|Getting ready! via Geekosystem|
|Firing up the engines! via Geekosystem|
|Liftoff! via Geekosystem|
|There she goes! via Geekosystem|
Atlantis, flight STS-135, is commanded by Chris Ferguson, and will take fellow crewmates Pilot Doug Hurley, and Mission Specialists Sandy Magnus and Rex Walheim to the International Space Station. The launch took place at NASA's Kennedy Space Center. The 12-day mission will bring the Raffaello multi-purpose logistics module with more than 8,000 pounds of supplies and space parts to the space station to sustain it after the last space shuttle is retired.
On a personal level I find it amazing that the space shuttle program is over. I have never known a time in my life where Americans were not traveling to space. When I was little the first thing I ever wanted to be was an astronaut. It shocks me that astronaut isn't really a job anymore, at least not at NASA. Sure, there are other countries that will still be traveling to and from the International Space Station (Russia and China) but its just not the same as having an American space program.
I appreciate the need to focus on new frontiers in space and wanting to move in a new direction, but I am pretty disappointed that there isn't a successor to the space shuttle program already lined up. I think its dangerous to give up our hold on space travel and research to focus on programs and initiatives that don't really exist yet. I'm worried that space exploration will become another casualty of a lack of vision, appreciation, and long term planning that seems to plague this country. Especially if the proposed budget for NASA which I wrote about over on Geekosystem ($2 billion in cuts!) is any indication of what the future holds.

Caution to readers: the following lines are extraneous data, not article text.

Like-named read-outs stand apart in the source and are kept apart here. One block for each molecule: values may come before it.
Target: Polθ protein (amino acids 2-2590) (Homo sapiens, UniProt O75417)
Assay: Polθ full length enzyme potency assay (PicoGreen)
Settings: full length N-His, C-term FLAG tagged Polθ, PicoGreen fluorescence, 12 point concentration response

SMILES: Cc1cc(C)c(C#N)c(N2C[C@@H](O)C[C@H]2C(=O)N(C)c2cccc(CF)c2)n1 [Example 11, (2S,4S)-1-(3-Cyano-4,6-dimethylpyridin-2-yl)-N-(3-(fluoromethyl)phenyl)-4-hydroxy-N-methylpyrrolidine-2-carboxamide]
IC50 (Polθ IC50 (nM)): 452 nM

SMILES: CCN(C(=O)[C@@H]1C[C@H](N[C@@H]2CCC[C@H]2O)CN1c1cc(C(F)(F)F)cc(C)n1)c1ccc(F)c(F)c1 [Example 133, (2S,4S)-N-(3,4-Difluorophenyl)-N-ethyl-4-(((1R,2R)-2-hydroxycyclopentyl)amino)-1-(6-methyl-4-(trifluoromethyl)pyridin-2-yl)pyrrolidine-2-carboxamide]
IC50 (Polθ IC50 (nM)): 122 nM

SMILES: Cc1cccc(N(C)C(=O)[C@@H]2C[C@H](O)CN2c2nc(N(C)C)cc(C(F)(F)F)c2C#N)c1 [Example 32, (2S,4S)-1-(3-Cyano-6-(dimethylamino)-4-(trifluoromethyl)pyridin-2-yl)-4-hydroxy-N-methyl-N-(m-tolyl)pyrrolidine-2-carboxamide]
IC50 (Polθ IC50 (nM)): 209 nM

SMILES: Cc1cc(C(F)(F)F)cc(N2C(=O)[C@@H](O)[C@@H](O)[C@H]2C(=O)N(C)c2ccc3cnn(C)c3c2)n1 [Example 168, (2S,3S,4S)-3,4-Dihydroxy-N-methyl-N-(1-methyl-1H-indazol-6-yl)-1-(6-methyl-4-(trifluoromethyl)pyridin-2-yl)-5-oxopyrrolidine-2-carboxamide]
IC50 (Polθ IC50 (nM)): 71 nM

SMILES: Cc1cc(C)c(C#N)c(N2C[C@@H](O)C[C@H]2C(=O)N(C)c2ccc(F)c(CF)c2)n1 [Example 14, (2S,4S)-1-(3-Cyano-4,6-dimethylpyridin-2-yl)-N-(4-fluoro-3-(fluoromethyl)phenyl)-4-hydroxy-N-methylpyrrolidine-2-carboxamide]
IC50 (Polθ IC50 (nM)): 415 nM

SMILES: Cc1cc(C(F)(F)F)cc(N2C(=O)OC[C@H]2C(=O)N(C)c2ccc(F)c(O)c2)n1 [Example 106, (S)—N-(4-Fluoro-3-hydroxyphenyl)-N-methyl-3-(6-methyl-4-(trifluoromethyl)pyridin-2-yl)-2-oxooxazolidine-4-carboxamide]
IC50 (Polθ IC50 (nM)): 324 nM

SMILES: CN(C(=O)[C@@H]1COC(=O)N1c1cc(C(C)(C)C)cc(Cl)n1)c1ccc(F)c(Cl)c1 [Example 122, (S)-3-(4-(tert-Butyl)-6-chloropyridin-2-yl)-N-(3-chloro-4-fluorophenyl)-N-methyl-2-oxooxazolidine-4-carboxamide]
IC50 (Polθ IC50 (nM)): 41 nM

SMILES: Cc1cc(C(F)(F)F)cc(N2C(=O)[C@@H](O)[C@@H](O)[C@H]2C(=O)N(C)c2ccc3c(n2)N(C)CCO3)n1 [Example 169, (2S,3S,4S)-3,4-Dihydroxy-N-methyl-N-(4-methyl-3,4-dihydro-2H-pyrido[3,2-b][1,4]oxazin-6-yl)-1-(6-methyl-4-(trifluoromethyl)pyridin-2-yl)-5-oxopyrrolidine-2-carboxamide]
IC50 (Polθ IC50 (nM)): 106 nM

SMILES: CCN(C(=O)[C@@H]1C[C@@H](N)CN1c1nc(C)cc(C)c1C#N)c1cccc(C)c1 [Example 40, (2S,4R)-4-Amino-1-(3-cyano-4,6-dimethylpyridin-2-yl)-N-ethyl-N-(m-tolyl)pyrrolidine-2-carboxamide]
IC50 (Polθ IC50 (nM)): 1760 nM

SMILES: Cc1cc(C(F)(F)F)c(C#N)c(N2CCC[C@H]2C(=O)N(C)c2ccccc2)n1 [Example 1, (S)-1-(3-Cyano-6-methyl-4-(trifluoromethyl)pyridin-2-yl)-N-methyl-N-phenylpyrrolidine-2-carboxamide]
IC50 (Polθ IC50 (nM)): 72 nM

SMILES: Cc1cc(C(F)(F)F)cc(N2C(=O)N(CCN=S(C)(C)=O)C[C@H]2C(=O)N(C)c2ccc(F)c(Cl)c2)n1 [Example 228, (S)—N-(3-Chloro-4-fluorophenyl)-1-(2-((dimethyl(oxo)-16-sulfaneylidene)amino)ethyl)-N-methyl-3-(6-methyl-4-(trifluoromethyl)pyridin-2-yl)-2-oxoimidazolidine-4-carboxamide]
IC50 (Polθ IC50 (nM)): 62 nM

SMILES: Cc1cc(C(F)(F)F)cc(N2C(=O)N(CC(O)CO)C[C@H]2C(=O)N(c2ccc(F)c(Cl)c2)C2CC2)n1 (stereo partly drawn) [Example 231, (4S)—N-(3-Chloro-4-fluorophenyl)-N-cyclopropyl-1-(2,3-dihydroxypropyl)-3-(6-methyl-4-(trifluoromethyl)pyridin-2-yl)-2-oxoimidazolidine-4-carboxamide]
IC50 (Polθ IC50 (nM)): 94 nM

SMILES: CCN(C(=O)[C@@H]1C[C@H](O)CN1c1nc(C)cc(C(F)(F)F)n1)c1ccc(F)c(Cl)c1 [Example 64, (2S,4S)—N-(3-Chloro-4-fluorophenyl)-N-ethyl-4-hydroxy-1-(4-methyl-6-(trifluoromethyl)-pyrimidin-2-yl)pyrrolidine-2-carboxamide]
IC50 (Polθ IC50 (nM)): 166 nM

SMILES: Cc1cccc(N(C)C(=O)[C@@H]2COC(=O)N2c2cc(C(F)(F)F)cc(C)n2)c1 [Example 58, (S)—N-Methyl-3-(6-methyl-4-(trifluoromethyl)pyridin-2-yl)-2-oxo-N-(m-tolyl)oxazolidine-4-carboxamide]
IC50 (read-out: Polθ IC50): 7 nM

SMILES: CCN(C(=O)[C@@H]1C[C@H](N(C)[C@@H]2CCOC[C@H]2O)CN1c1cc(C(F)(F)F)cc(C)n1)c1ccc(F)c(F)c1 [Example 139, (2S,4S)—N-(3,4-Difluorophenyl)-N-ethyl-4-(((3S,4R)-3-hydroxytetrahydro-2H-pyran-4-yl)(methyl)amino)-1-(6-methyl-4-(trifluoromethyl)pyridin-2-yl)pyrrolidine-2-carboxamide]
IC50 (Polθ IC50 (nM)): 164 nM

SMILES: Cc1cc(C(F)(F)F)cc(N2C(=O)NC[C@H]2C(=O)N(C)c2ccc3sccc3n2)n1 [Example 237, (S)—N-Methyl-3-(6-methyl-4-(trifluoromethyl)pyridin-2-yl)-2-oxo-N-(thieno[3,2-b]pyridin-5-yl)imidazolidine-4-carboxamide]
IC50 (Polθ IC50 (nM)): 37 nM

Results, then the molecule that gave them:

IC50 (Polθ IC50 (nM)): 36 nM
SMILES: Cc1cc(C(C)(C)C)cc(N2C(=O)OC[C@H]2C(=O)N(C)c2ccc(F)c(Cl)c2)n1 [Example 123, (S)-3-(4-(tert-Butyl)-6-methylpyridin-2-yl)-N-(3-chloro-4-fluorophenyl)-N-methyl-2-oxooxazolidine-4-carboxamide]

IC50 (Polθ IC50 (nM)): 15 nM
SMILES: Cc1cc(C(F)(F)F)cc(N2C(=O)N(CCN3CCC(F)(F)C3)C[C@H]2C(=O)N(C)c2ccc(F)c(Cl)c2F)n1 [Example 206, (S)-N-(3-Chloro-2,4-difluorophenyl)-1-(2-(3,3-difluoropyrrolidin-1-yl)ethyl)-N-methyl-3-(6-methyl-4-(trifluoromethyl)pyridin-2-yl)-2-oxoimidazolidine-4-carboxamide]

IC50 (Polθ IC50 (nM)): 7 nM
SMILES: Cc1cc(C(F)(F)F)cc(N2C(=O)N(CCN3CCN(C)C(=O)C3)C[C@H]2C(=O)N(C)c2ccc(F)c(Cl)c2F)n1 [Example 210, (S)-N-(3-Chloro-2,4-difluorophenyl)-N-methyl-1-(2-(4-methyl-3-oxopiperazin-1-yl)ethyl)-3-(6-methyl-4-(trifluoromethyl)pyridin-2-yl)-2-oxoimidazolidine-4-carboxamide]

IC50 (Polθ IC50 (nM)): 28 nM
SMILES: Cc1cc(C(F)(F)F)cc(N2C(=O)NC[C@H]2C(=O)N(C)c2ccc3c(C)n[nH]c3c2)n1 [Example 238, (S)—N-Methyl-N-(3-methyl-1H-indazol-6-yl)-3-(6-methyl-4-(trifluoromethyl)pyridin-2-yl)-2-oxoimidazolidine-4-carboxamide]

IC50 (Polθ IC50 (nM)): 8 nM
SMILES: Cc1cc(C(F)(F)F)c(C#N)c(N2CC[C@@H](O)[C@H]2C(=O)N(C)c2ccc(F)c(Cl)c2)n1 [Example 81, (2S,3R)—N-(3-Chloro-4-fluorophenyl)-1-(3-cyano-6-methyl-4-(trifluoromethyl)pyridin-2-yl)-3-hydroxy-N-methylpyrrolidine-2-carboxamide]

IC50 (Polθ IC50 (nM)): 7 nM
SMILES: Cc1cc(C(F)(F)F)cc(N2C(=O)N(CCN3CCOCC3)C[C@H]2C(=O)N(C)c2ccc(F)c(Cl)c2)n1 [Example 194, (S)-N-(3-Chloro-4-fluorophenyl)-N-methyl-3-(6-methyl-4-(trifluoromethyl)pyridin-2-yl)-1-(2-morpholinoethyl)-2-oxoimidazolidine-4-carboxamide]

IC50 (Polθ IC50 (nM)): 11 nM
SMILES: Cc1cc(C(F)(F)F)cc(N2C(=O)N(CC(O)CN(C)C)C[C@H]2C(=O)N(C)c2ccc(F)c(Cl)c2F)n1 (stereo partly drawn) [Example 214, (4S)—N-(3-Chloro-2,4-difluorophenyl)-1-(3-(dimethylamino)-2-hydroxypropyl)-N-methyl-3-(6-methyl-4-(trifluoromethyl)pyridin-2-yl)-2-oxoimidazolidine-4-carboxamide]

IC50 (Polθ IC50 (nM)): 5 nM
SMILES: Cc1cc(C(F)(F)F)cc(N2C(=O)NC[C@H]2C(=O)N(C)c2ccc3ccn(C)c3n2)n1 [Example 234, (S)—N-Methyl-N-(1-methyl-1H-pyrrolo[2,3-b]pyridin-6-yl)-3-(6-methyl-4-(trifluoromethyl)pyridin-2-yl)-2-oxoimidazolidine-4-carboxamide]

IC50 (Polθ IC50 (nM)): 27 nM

I wish that I had appreciated the space shuttle program more while it was running. How many shuttle launches have you watched? How much do you know about what the shuttle program accomplished? Honestly, I can hang my head in shame and say not many and not much. Its too late to lament what we've already lost, but I think we can see the end of the space shuttle program as a warning to take more interest in some of the amazing research programs the government funds. If we don't show the government that these things matter to us, we're going to lose them all.
So Godspeed Atlantis, the launch was amazing and as an American I am so proud of the shuttle program and our astronauts. I've felt for a long time that there are simply no heroes anymore, but for the six-year-old in me that wanted nothing more than to go to outer space I think our astronauts are the real deal.